Oct 08, 2012 | Watches

1 Answer

I have an antique clock that requires two places to wind it up. Since Daylight Savings Time went into effect, the clock has gone crazy, chiming the hour on the half hour and chiming three hours ahead. What can I do to get it to work correctly?


With only limited information provided about your type of actual antique clock this symptom has to conclude that your clock is a non self correcting style.

Step one: Ensure clock is striking the hour. during the time of the hour strike quickly move the minute hand to the hour.

Step two: Move to the half hour allow to strike, move hand to hour allow to strike then move the hour hand to align with the correct count.

Step three: Stop the clock until the correct time has been achieved and start clock OR strike ever hour and half hour until clock is set to the correct time.

Hope this tip guides you to a solution for your clock.

r/ David
http://antiqueclock.clockstop.com/

Apr 06, 2010 | Watches

1 Answer

pendulum in beat but stops running after a few


CLOCK OILING TIPS * NOTE: Many Master Clock Smiths and Hobbyists used many different oils and as many different techniques.
* It is only good sense to use only the best in quality when selecting clock oils and grease. A number of fine oils are made especially for clocks. The oil used should stay in place and not evaporate easily and have no tendency to gum or get sticky as it ages. Most clock oils meet these standards. [CAUTION: Never consider using non-clock lubricants, as they tend to not really work well in clocks. Some are too light and cause unnecessary bushings wear, while others are too thick or can evaporate, over time will gum up and stop the clock prematurely.]

Oiling Procedures
-Main-springs are oiled after cleaning and before they are recoiled.
-Teeth and pinions are never oiled.
-Normally, the dial train of gears, hour wheel, minute wheel and minute wheel post are not oiled. However, oil is used between the center shaft and cannon pinion where slip friction is present in setting the hands.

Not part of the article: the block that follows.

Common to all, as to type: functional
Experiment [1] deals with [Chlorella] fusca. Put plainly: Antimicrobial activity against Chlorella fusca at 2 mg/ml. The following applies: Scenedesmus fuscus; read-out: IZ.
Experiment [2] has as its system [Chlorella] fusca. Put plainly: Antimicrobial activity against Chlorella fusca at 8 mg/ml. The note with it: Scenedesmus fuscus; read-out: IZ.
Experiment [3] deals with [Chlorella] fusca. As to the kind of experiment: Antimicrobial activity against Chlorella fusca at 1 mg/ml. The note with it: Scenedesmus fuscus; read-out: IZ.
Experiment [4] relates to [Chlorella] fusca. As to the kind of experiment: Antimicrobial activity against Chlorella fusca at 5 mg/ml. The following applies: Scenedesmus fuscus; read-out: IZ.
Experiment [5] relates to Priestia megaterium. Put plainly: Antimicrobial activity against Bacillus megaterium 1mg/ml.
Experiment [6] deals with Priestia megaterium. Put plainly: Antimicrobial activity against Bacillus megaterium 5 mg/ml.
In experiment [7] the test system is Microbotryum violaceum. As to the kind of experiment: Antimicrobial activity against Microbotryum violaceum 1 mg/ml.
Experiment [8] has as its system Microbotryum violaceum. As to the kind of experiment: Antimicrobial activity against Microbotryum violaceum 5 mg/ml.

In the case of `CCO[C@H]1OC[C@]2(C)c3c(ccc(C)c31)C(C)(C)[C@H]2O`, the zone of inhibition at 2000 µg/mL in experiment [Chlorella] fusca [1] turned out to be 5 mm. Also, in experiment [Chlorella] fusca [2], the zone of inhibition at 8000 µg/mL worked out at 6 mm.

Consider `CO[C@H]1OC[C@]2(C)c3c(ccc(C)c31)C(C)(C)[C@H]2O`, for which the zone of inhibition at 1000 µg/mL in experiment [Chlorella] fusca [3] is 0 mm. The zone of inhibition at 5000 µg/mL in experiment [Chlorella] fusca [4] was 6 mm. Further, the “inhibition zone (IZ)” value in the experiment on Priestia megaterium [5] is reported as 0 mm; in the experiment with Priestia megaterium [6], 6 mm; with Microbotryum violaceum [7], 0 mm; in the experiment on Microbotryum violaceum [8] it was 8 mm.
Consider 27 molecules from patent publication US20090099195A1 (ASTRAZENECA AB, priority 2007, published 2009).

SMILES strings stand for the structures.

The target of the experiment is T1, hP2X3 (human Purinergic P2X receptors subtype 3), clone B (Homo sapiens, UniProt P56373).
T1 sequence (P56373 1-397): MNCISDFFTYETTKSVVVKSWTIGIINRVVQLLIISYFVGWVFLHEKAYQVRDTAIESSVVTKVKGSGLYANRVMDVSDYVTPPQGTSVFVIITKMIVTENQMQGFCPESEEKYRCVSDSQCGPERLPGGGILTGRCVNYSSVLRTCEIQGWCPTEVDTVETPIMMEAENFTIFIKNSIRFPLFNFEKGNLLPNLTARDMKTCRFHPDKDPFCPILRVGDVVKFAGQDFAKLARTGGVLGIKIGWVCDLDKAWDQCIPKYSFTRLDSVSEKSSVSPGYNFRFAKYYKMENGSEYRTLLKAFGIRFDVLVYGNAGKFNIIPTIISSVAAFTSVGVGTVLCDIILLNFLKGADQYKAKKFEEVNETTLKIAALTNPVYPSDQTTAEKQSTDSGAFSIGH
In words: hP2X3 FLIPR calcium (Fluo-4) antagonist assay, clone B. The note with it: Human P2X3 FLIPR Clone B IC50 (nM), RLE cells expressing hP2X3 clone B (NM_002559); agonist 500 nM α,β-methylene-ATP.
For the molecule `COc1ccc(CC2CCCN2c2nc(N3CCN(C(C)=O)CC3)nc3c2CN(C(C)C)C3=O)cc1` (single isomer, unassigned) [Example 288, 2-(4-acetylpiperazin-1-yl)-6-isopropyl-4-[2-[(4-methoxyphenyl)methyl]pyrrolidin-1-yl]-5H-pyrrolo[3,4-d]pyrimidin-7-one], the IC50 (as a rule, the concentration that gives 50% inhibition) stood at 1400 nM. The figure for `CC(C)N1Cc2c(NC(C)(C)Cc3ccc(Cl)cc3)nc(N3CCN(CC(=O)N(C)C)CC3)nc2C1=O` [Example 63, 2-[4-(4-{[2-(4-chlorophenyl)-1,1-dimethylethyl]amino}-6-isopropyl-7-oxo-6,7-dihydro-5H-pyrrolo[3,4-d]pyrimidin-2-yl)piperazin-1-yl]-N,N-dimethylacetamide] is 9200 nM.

-All points of friction such as train wheel pivots to bushings are oiled. Verge faces are oiled directly.
-Oil is always used sparingly and should never run all over the plates.

Hope this tip helps.

R/
DAvid

http://antiqueclock.clockstop.com/oil.htm

Feb 08, 2010 | Watches

1 Answer

bakelite antique mantle clock just bought, but no instructions of how to get it going. Ive got the key and pendulum but dont know how to set it up. Can you help?


First you have to wind up your clock using the key supplied. The pendulum suspension spring should start to swing quite fast. Stop it swinging with your fingers and hook up the pendulum. When done, push the pendulum to whatever side and release it to start the swing - the clock should start ticking in normal order. If there is no special bar on the back of clock movement for adjusting hands, then hands must be adjusted from the dial side by moving minute hand clockwise. Move the minute hand with your finger clockwise to the desired time, at the same time do not catch hour hand, as this may end up with the incorrect time displayed. Rate me, plz.

Jan 28, 2010 | Watches

1 Answer

Clock cleaning


This is not as easy as you might think. We learn decades to repair (cleaning included) watches and clocks. Any tip would be with no use, as every clock needs individual and specific attention.
The only tip is: visit an eBay and buy the clock repairers book. I've seen some books there.
All this is under the ''Jewellery and Watches'' section.

Mar 27, 2009 | Watches